THE PHILIPPINE personal computer (PC) market is forecast to grow 26.5% to 2.4 million shipments this year led by purchases for the education sector, according to the International Data Corp. (IDC).

This will reverse the year-on-year declines seen in 2022 and 2023, when shipments stood at 2.5 million and 1.89 million, respectively.

The five brands expected to lead the market this year will be Acer, Lenovo, HP, ASUS, and Dell, which are awardees of the Department of Education’s (DepEd) Computerization Program (DCP) in 2022, IDC Philippines Associate Research Analyst for Devices Research Roben Victor M. Dispo said in an e-mail.

IDC also expects Acer to retain its spot as the top performer by market share, Mr. Dispo added.

Acer Group led the Philippine market in 2023 with a 26.5% share selling 501,000 units in 2023. Lenovo followed with a 21.5% share, selling 408,000 units, while HP, Inc. and Dell Technologies held 12.8% and 7.6% shares, respectively shipping 243,000 and 145,000 units.

DCP is a government initiative that aims to provide public school teachers with laptops to enhance the teaching-learning experience.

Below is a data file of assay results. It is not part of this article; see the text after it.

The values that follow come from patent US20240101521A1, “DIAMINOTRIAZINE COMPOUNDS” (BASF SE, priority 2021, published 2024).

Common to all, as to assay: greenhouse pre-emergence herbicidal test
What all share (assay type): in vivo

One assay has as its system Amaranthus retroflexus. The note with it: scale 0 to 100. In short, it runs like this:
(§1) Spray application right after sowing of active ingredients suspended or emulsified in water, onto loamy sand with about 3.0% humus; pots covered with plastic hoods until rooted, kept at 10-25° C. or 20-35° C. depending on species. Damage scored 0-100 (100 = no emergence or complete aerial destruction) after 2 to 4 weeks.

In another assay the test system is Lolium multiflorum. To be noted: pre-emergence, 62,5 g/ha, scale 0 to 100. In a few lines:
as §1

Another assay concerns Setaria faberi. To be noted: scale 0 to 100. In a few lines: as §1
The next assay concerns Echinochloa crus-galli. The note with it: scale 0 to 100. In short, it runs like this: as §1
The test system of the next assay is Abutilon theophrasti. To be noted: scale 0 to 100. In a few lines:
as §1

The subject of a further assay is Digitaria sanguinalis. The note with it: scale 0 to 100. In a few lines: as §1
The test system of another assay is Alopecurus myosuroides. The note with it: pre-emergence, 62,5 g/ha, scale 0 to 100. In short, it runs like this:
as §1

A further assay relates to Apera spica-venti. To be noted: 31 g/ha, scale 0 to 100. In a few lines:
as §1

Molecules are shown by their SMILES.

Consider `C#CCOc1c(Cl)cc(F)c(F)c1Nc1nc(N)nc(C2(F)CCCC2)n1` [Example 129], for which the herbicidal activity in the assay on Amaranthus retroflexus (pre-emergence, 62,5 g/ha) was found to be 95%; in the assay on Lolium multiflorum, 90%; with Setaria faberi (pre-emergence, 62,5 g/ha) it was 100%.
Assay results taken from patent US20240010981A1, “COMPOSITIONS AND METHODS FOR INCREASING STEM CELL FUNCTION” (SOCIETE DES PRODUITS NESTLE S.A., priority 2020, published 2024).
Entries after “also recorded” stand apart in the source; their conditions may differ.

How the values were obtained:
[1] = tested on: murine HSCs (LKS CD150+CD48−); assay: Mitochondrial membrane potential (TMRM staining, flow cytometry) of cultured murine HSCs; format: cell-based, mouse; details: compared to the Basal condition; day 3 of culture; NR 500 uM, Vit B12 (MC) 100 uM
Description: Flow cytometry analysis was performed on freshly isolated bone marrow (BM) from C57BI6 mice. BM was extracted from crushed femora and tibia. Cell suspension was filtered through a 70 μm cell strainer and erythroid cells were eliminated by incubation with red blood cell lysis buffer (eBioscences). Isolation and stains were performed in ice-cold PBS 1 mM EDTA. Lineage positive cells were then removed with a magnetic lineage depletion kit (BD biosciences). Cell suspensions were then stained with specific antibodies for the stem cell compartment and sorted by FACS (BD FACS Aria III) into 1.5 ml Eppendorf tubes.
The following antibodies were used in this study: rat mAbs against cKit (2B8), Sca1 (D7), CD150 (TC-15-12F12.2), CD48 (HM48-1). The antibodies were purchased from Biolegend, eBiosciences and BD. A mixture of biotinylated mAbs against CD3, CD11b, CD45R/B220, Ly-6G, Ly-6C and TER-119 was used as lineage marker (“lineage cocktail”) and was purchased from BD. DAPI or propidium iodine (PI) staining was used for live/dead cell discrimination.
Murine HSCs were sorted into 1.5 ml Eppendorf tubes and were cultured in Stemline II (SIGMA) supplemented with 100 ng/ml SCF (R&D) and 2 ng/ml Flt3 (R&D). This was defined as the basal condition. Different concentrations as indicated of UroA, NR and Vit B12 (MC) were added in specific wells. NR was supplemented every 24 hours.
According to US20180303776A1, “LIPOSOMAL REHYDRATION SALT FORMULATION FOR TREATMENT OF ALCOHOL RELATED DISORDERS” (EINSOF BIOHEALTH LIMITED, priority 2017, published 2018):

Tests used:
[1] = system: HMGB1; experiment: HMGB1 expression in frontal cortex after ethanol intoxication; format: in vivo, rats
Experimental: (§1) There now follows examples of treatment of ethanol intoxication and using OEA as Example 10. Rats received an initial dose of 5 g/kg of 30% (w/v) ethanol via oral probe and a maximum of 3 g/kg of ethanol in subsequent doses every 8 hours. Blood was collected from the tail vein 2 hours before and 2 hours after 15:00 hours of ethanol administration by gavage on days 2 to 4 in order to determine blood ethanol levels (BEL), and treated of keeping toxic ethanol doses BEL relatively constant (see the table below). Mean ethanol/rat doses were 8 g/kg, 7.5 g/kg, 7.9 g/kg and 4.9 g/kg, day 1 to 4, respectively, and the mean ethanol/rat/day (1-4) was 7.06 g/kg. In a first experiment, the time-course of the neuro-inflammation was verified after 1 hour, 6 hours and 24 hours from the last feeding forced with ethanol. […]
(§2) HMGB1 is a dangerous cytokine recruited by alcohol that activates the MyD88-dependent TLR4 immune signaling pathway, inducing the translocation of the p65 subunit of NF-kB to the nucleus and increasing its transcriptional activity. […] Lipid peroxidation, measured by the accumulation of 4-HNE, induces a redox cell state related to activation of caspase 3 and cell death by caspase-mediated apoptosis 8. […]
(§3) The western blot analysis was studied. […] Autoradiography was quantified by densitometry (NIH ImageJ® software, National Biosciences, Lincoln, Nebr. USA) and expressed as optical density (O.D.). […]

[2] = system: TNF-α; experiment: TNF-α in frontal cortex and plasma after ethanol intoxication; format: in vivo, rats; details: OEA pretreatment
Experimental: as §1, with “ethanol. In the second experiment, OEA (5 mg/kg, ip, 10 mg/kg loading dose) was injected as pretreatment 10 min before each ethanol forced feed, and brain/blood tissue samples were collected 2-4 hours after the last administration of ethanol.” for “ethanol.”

Based on IDC’s latest Worldwide Quarterly Personal Computing Device Tracker report, more than 490,000 laptops are expected to be delivered under the DCP via multiple deals announced since the end of last year.

Asked if last year’s Senate probe into the DepEd’s supposedly overpriced and outdated laptop purchases will affect 2024 shipments, Mr. Dispo said the DCP deals that will ship this year have already been awarded.

“DCP 2022 budget was already awarded last December and is already shipping during the first quarter of 2024. Unless DepEd calls for a rebid, the estimated projected shipments will stay the same,” he said.

Meanwhile, PC prices are expected to remain competitive as vendors will try to boost demand, but the actual impact of costs depends more on market dynamics, competitive pressures, and consumer behavior, Mr. Dispo said.

“However, a substantial rebound in both consumer and commercial sectors is unlikely due to ongoing macroeconomic uncertainty dampening demand,” he added. — Aubrey Rose A. Inosante